To his credit, Nalbandian immediately apologised for his action and took complete responsibility for it, claiming that he had been unaware that the advertising “box” would give way so easily.  “I know that I made a mistake, 100%,” he said. “If I have to pay for what I did, it’s perfect, I agree. I made a mistake and I apologise and I feel very sorry for the guy. I didn’t want to do that.”

However, he also pointed out that it was normal for tennis players to lose their temper when they missed a shot or made an unforced error, as the likes of Daniil Medvedev and Andrey Rublev have reminded everyone in 2019. Nevertheless, after the Nalbandian incident, it is safe to say that most players will stick to using their hands and throwing their rackets about, rather than using their feet and kicking out at any of the on-court apparatus or advertising boards.
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3. Jeff and Benedicte Tarango versus Umpire Brune Rebeuh (1995 Wimbledon)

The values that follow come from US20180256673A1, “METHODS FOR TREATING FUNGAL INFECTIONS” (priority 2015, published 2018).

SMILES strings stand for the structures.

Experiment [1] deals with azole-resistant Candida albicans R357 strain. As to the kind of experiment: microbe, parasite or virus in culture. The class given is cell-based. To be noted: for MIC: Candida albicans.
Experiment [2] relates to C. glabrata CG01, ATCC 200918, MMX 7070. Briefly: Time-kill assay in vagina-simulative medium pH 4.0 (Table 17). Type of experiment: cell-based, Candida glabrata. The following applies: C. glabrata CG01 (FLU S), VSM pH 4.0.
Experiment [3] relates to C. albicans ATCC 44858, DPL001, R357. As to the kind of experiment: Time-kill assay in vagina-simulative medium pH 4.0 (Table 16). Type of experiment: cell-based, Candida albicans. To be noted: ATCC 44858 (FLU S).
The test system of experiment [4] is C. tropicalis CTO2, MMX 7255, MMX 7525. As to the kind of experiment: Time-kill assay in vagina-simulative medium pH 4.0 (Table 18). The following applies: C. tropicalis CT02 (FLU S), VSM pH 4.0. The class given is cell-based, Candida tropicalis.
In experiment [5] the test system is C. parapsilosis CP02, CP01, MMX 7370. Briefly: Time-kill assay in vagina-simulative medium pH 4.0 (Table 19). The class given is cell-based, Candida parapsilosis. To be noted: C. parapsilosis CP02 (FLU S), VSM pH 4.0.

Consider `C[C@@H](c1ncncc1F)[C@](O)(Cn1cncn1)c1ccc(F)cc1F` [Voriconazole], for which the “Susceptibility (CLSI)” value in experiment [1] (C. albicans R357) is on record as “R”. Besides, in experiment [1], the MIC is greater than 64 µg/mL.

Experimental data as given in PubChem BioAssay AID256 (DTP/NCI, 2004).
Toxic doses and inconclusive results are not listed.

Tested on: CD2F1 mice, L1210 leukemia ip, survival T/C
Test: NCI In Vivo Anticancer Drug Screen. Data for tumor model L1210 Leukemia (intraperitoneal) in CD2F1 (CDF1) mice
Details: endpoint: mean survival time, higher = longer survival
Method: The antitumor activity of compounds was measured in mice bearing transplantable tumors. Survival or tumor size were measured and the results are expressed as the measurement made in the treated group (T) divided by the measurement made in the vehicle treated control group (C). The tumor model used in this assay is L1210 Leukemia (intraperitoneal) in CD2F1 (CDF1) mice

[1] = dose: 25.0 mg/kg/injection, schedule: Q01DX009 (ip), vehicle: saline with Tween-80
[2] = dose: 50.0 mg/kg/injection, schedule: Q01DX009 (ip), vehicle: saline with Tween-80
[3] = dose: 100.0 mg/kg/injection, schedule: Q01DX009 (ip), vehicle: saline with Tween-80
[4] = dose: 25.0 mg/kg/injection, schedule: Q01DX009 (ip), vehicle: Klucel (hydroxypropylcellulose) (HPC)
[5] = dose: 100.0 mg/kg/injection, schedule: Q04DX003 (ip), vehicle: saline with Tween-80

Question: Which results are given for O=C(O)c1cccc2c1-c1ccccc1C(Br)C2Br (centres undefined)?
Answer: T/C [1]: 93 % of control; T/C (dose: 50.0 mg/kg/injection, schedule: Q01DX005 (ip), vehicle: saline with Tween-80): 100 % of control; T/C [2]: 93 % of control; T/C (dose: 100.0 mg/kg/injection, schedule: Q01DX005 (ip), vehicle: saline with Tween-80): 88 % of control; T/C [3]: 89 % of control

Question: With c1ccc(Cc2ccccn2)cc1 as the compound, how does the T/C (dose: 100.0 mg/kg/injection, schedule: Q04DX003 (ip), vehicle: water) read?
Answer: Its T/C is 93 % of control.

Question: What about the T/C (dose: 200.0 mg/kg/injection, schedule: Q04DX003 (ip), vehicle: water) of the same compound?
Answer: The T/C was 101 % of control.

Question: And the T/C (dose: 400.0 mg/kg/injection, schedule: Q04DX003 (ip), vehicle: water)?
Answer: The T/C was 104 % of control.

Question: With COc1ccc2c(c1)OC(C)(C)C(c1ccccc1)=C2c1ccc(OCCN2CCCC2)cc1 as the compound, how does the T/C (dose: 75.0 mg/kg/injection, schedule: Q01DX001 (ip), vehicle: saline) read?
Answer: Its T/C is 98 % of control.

These days, Jeff Tarango is a widely respected commentator and pundit, but nearly a quarter of a century ago, at the 1995 Wimbledon Championships, he was anything but. Instead, he was rightly condemned for his comments about an umpire, France’s Bruno Rebeuh, who he clashed with and then accused of being “one of the most corrupt officials in the game”. However, that was nothing compared to the actions of Tarango’s then wife, Benedicte, who, despite being French herself, slapped Rebeuh in the face as she, too, left the court.

The Tarango incident is a classic example of how one misjudgement (albeit a very serious one) can permanently place a cloud over a player’s whole career. Just as Nalbandian will probably be most remembered for his infelicitous kick-out at an advertising hoarding (rather than, for example, making the Wimbledon Men’s Singles Final 10 years earlier), so Tarango’s name is forever associated with his actions on the normally sedate lawns of London SW19.
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2. Serena Williams versus Umpire Carlos Ramos (2018 US Open)

The fact that there are four men on this list of five is a reminder, if it were needed, that such outbursts are rather more common in the men’s game. Nevertheless, there have been instances in the history of tennis when women players have proved that they are every bit as capable as their male counterparts of completely losing their cool. And there is no better (or rather worse) example of that than Serena Williams in the 2018 US Open Women’s Singles Final.